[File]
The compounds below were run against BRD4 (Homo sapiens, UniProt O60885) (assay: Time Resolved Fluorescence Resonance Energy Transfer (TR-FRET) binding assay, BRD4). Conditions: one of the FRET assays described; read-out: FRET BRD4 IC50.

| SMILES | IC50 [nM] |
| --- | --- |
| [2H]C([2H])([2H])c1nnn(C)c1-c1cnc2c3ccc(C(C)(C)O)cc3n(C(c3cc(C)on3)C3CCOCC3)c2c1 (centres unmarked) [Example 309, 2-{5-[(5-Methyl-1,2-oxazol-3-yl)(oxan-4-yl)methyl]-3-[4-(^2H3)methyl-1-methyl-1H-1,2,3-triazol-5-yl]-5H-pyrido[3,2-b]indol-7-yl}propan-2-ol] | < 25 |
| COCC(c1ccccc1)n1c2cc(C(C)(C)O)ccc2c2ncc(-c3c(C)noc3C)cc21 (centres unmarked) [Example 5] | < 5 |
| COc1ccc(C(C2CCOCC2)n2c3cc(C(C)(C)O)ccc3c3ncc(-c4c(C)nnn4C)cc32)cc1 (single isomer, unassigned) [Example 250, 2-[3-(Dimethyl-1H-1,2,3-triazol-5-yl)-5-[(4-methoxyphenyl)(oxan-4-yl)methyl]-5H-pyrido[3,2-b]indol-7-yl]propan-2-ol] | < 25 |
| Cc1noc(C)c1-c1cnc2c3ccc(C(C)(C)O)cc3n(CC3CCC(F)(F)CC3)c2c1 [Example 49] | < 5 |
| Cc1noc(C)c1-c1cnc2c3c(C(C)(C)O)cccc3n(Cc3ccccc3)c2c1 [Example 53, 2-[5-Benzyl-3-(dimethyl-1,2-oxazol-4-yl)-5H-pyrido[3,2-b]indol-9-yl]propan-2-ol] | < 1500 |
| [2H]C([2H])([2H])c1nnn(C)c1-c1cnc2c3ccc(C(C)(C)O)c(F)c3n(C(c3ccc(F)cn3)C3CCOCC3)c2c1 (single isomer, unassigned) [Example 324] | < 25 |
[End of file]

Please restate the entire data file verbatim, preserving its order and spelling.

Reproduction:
The compounds below were run against BRD4 (Homo sapiens, UniProt O60885) (assay: Time Resolved Fluorescence Resonance Energy Transfer (TR-FRET) binding assay, BRD4). Conditions: one of the FRET assays described; read-out: FRET BRD4 IC50.

| SMILES | IC50 [nM] |
| --- | --- |
| [2H]C([2H])([2H])c1nnn(C)c1-c1cnc2c3ccc(C(C)(C)O)cc3n(C(c3cc(C)on3)C3CCOCC3)c2c1 (centres unmarked) [Example 309, 2-{5-[(5-Methyl-1,2-oxazol-3-yl)(oxan-4-yl)methyl]-3-[4-(^2H3)methyl-1-methyl-1H-1,2,3-triazol-5-yl]-5H-pyrido[3,2-b]indol-7-yl}propan-2-ol] | < 25 |
| COCC(c1ccccc1)n1c2cc(C(C)(C)O)ccc2c2ncc(-c3c(C)noc3C)cc21 (centres unmarked) [Example 5] | < 5 |
| COc1ccc(C(C2CCOCC2)n2c3cc(C(C)(C)O)ccc3c3ncc(-c4c(C)nnn4C)cc32)cc1 (single isomer, unassigned) [Example 250, 2-[3-(Dimethyl-1H-1,2,3-triazol-5-yl)-5-[(4-methoxyphenyl)(oxan-4-yl)methyl]-5H-pyrido[3,2-b]indol-7-yl]propan-2-ol] | < 25 |
| Cc1noc(C)c1-c1cnc2c3ccc(C(C)(C)O)cc3n(CC3CCC(F)(F)CC3)c2c1 [Example 49] | < 5 |
| Cc1noc(C)c1-c1cnc2c3c(C(C)(C)O)cccc3n(Cc3ccccc3)c2c1 [Example 53, 2-[5-Benzyl-3-(dimethyl-1,2-oxazol-4-yl)-5H-pyrido[3,2-b]indol-9-yl]propan-2-ol] | < 1500 |
| [2H]C([2H])([2H])c1nnn(C)c1-c1cnc2c3ccc(C(C)(C)O)c(F)c3n(C(c3ccc(F)cn3)C3CCOCC3)c2c1 (single isomer, unassigned) [Example 324] | < 25 |